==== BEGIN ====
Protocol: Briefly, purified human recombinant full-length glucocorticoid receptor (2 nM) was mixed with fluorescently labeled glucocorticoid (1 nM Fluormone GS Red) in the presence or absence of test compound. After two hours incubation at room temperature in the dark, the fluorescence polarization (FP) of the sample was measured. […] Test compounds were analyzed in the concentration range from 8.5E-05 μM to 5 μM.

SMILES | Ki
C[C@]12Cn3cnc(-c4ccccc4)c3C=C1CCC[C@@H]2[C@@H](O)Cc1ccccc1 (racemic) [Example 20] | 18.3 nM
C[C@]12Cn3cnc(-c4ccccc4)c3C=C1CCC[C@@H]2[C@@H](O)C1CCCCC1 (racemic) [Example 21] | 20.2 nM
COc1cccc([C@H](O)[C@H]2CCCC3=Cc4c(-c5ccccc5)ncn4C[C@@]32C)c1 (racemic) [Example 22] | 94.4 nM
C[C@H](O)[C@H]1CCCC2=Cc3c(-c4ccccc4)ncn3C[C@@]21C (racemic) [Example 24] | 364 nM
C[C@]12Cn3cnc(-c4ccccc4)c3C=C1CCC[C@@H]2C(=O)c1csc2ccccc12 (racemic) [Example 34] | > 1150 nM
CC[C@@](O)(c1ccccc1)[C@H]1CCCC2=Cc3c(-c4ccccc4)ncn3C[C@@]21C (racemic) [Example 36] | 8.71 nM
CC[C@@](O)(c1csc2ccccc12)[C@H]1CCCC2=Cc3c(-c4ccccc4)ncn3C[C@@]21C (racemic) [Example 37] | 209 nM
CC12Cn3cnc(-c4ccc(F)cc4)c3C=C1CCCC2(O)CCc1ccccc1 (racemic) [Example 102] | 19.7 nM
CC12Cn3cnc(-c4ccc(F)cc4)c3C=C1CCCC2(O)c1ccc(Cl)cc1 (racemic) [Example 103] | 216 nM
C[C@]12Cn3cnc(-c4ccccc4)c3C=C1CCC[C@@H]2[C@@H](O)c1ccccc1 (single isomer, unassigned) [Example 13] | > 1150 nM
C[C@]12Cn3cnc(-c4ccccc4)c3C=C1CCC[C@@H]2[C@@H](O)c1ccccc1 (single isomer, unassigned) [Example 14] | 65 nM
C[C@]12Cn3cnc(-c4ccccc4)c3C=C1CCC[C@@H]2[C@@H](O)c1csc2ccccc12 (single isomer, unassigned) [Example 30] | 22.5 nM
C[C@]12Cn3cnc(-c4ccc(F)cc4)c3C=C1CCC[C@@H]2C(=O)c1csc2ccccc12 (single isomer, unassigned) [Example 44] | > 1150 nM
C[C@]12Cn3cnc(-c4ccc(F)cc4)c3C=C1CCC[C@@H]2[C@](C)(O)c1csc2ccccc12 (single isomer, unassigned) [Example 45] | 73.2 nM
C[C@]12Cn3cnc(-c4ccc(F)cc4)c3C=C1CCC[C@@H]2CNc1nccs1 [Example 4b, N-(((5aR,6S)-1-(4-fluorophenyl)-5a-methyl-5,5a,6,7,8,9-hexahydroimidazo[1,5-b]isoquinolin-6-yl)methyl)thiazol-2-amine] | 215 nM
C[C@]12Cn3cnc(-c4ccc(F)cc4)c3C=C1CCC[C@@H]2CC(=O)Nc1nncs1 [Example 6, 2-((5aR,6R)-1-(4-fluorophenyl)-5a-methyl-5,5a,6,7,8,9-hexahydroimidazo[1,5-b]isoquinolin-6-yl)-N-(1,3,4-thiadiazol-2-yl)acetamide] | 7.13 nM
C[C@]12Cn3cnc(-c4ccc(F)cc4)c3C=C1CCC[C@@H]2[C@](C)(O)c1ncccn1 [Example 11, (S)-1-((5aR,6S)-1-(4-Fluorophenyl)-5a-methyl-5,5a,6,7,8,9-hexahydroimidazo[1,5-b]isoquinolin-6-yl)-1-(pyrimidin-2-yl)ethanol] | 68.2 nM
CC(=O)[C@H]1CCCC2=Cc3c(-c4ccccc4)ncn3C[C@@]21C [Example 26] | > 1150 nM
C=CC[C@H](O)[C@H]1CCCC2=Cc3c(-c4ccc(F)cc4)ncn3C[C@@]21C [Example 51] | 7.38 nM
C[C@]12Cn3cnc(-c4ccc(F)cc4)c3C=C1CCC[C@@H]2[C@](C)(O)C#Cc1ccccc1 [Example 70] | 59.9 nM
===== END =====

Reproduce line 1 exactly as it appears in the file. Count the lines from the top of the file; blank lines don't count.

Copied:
Protocol: Briefly, purified human recombinant full-length glucocorticoid receptor (2 nM) was mixed with fluorescently labeled glucocorticoid (1 nM Fluormone GS Red) in the presence or absence of test compound. After two hours incubation at room temperature in the dark, the fluorescence polarization (FP) of the sample was measured. […] Test compounds were analyzed in the concentration range from 8.5E-05 μM to 5 μM.